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What Businesses Need To Know About New Requirements For Maryland’s Food Waste Generators

Maryland recently became the latest among a growing number of states that require businesses to recycle food residuals with the passage of HB264/SB483, Organics Recycling and Waste Diversion in the 2021 legislation session.

Summary of New Requirements

Beginning January 1, 2023, commercial entities that generate more than 2 tons per week of food residuals and are located within 30 miles of an organics recycling facility will be required to separate and divert food residuals away from final disposal in landfills and incinerators.

Business Required to Comply

Entities impacted by the new legislation are those that:

  • Generate at least 2 tons of food residuals per week on or after January 1, 2023
  • Generate at least 1 ton of food residuals per week on or after January 1, 2024
  • Are located within a 30–mile radius of an organics recycling facility

Industries include:

  • Private food waste generators
  • Individual facilities owned or operated by local school systems
  • Individual public primary or secondary school an individual nonpublic school
  • Supermarket, Convenience Stores, Mini–Mart, or similar establishments
  • Businesses, schools, or institutional cafeterias and
  • Cafeterias operated by or on behalf of the state or a local government

Penalties for Non-Compliance

A person who violates any rule or regulation adopted under this section will be subject to a penalty, to be collected in a civil action brought by the Maryland Department of Environment (MDE). Each day a violation occurs is considered a separate violation.  Penalties collected must be distributed to a special fund, to be used only for financial incentives that encourage food waste reduction and composting in the state.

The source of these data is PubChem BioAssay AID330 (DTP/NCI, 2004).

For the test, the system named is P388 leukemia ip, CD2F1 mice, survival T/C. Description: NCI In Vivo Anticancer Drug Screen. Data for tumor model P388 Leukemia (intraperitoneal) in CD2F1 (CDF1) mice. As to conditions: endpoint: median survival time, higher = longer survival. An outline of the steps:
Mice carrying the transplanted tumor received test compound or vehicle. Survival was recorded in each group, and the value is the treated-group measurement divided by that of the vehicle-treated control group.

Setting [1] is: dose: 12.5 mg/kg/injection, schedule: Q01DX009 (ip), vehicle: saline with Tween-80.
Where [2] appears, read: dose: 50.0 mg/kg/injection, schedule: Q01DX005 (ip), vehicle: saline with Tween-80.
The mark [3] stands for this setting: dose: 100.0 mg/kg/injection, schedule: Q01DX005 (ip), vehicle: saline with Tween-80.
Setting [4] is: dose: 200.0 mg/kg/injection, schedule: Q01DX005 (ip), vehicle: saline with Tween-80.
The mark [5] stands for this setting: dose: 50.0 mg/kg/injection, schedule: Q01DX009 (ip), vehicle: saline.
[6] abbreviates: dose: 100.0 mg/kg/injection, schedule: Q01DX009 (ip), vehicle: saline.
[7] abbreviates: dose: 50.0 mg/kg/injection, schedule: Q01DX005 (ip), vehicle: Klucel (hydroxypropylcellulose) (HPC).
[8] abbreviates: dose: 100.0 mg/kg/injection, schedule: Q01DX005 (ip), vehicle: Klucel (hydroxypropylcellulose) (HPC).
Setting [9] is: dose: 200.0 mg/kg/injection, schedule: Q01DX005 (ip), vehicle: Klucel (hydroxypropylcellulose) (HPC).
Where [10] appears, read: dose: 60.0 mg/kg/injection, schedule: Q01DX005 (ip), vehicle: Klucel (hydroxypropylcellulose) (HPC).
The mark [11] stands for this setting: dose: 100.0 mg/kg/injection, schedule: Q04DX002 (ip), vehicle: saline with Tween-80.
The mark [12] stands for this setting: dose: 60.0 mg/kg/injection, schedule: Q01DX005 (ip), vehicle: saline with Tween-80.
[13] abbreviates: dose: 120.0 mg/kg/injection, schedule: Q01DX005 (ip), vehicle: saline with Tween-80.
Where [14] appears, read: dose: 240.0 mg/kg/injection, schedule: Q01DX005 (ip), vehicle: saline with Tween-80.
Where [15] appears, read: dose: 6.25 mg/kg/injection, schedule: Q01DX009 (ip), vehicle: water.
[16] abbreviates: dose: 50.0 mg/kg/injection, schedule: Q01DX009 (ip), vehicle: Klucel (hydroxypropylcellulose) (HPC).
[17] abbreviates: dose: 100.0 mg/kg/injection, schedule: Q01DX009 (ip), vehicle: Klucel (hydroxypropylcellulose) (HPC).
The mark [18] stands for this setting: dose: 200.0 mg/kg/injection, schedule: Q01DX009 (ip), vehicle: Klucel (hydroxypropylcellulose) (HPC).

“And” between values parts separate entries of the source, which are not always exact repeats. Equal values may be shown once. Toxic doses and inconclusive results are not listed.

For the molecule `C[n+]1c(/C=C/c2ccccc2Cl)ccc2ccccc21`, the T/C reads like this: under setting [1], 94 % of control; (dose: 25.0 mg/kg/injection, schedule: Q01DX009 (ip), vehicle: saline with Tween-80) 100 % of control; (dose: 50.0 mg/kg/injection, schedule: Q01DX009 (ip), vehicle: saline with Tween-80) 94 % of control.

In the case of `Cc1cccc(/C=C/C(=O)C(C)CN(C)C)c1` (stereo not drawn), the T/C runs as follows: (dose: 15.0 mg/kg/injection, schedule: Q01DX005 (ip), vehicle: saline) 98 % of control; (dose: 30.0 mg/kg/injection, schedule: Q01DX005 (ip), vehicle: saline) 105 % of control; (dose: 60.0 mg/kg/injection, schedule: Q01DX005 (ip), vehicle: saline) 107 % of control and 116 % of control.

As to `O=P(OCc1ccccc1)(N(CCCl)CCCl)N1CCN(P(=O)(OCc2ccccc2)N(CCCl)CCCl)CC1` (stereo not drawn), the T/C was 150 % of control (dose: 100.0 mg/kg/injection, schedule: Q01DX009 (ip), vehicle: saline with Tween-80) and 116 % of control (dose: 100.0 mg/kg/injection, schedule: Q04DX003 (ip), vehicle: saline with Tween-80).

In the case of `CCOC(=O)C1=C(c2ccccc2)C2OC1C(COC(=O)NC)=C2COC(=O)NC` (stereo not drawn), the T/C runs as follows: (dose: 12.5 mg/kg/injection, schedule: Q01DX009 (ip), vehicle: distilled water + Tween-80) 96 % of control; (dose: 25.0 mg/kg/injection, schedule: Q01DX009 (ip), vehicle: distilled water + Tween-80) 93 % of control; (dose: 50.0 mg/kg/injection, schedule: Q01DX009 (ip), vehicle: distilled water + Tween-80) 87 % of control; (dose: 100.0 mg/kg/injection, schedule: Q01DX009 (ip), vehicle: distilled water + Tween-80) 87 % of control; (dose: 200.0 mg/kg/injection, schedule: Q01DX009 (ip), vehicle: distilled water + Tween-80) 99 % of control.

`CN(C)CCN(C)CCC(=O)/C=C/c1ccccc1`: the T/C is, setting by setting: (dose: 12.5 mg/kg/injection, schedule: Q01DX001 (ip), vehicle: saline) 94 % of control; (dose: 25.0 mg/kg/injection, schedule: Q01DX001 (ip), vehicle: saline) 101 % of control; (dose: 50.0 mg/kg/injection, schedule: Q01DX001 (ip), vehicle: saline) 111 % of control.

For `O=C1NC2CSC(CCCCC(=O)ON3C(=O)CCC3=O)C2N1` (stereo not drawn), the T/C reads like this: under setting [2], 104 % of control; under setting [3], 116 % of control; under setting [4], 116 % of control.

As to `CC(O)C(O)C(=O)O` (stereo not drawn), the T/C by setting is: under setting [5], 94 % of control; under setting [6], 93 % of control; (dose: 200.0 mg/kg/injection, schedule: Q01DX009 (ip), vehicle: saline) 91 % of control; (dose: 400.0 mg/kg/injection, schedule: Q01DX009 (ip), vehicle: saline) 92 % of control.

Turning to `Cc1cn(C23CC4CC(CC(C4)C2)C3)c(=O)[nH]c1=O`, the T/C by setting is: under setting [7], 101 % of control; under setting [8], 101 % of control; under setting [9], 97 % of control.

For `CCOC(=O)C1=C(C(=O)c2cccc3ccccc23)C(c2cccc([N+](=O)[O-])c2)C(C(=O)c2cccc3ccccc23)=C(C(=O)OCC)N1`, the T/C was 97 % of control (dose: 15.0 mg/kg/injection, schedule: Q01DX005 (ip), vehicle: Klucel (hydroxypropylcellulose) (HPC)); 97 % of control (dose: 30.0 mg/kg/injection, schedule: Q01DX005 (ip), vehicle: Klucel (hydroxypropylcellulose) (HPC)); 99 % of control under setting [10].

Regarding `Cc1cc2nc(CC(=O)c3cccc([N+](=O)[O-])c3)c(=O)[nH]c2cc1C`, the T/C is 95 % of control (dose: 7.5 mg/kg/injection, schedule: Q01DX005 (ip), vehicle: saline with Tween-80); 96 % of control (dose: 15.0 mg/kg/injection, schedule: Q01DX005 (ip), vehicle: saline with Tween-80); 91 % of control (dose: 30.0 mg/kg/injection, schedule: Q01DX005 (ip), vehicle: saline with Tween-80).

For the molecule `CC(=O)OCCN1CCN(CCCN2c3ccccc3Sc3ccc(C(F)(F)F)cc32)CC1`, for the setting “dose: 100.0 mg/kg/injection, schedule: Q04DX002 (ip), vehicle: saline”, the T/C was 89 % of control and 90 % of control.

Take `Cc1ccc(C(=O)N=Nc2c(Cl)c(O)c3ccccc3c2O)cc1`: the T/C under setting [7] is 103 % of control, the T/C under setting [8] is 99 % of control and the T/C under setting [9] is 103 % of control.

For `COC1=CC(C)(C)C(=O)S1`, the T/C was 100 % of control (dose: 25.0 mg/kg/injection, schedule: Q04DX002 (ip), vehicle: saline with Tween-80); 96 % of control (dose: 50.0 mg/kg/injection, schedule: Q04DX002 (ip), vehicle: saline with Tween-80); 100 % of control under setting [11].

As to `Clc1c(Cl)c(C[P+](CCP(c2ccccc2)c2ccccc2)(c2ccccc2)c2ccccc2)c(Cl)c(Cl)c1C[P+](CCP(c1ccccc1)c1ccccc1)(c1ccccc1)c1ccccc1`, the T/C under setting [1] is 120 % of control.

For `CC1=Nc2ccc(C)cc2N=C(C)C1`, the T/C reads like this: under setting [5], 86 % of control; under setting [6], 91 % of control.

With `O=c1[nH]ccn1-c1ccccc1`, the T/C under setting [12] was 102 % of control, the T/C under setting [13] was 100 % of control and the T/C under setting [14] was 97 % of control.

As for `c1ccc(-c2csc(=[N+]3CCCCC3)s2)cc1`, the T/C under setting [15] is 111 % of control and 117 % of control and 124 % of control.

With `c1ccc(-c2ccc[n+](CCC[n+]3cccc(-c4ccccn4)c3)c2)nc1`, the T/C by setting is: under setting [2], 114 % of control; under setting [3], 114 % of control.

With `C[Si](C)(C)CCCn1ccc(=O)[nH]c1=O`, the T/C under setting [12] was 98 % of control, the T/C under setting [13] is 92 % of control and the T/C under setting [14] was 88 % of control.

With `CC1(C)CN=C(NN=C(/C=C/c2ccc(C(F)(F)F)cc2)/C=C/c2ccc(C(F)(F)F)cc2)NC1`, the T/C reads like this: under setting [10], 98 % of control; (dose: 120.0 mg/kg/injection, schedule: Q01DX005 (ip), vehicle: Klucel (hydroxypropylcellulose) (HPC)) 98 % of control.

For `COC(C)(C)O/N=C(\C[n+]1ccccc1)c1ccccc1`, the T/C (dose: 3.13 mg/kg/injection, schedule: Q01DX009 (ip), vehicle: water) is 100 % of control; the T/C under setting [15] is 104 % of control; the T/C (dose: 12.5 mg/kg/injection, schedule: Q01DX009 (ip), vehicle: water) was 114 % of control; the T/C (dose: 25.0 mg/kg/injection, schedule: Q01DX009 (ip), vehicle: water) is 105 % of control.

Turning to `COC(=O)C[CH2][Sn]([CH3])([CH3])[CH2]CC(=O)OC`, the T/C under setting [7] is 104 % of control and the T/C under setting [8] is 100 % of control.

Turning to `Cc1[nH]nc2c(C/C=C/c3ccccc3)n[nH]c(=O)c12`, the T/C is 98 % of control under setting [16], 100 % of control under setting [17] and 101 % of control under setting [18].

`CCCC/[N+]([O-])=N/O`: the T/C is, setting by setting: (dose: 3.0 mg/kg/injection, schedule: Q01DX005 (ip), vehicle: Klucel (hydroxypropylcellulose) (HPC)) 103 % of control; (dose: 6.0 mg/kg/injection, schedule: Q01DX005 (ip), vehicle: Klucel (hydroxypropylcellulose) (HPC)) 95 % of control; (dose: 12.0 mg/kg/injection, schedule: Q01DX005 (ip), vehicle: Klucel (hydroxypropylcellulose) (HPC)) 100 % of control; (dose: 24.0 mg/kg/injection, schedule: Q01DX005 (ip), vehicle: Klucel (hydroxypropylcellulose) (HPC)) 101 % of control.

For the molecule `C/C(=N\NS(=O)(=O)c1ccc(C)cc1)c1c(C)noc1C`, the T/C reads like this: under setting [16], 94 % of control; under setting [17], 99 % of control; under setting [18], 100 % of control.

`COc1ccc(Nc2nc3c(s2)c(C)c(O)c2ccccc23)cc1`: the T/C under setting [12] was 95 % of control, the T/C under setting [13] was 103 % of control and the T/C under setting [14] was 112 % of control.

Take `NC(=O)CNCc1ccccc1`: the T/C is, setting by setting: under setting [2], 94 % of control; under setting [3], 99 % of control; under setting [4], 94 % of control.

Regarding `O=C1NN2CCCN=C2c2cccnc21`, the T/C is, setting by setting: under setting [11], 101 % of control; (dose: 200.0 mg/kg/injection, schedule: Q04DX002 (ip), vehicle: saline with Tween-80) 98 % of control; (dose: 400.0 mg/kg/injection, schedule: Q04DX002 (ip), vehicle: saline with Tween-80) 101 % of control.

What is considered “food residuals?”

Food residuals are defined by this legislation as material derived from the processing or discarding of food, including pre-and post-consumer vegetables, fruits, grains, dairy products and meats.

Financial support

The Maryland Department of Commerce is required by this legislation to report to the General Assembly on or before implementation on January 1, 2023, recommendations for financial and other incentives that support companies with food waste reduction and diversion costs.


Anaerobic Digestion (AD) is an environmentally sound and cost-effective solution that addresses the need for increased organics recycling capacity in the state of Maryland. Bioenergy Devco’s Jessup facility, the first anaerobic digestor of its scale in the state, will be fully operational by Q4 2021 and available for organic waste producers and haulers looking to reserve capacity ahead of the law’s initial implementation in 2023.

BDC is actively exploring the development of additional facilities in other parts of the state to meet the growing demand for organics recycling.

Why organics recycling and diversion?

The MDE estimates that Maryland food manufacturers and processors produce up to 998,630 tons of excess food waste per year. Most reports suggest that between 30%-40% of food is wasted along the supply chain. Only 5% of food waste is currently diverted to compost or anaerobic digestion (AD) facilities. As a result, food waste is often the first or second-largest component of the municipal solid waste stream, typically disposed of through unsustainable means such as incineration or crowded landfills.

Food waste has significant impacts on the environment and the economy. Disposing of organic food waste in landfills and incinerators is a major contributor to climate change. Burning food waste produces carbon dioxide (CO2) and greenhouse gases (GHGs) that adversely affect the environment. Food waste decomposes in landfills to produce methane, which is at least 80 times more potent than CO2.

As awareness of the problem has grown, federal, state, and local governments have explored policy avenues to reduce and manage food waste. At the state level, California, Connecticut, Massachusetts, Rhode Island, Vermont, New York and New Jersey have passed laws related to diverting food waste from landfills. Promoting organic recycling infrastructure, like anaerobic digestion, allows waste to be repurposed into truly renewable natural gas and organic soil amendment that improves the soil, water and air quality in our communities.

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